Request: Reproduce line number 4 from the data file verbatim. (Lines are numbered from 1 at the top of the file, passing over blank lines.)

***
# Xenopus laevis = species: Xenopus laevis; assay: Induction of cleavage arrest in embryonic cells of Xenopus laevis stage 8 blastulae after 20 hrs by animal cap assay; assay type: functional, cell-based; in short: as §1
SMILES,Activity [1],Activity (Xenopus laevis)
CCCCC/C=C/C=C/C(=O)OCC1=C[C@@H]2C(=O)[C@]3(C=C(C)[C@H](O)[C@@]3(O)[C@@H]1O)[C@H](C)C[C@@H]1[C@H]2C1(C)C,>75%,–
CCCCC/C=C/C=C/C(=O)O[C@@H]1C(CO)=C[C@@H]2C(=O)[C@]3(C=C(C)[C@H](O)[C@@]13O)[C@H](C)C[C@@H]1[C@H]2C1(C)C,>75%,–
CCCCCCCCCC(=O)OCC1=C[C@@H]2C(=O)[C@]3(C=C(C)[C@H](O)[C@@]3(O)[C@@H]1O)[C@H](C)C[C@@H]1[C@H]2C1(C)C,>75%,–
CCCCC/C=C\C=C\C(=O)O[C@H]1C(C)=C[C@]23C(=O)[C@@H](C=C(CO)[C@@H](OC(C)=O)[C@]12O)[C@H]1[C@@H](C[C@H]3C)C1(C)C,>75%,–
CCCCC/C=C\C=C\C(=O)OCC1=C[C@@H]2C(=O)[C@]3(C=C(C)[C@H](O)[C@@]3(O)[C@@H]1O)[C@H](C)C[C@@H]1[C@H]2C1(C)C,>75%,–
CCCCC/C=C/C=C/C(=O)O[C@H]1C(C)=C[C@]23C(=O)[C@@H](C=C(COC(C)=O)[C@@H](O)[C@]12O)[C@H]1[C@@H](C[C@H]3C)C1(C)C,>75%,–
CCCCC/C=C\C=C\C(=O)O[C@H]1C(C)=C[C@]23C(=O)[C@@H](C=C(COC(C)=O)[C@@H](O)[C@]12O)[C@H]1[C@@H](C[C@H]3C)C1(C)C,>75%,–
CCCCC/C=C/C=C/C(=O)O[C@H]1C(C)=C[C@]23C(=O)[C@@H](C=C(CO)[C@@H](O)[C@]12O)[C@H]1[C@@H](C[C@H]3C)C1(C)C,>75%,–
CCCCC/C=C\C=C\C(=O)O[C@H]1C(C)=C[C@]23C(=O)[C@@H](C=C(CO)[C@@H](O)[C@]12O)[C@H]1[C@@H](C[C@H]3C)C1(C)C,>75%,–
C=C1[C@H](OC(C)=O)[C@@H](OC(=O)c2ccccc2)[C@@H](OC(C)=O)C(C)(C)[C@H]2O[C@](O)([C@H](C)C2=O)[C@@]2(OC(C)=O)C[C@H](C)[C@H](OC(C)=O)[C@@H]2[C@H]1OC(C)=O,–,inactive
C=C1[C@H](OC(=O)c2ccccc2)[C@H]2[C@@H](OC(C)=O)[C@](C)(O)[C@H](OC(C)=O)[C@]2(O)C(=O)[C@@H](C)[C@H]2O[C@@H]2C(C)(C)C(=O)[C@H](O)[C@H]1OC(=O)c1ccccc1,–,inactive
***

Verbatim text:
CCCCC/C=C/C=C/C(=O)O[C@@H]1C(CO)=C[C@@H]2C(=O)[C@]3(C=C(C)[C@H](O)[C@@]13O)[C@H](C)C[C@@H]1[C@H]2C1(C)C,>75%,–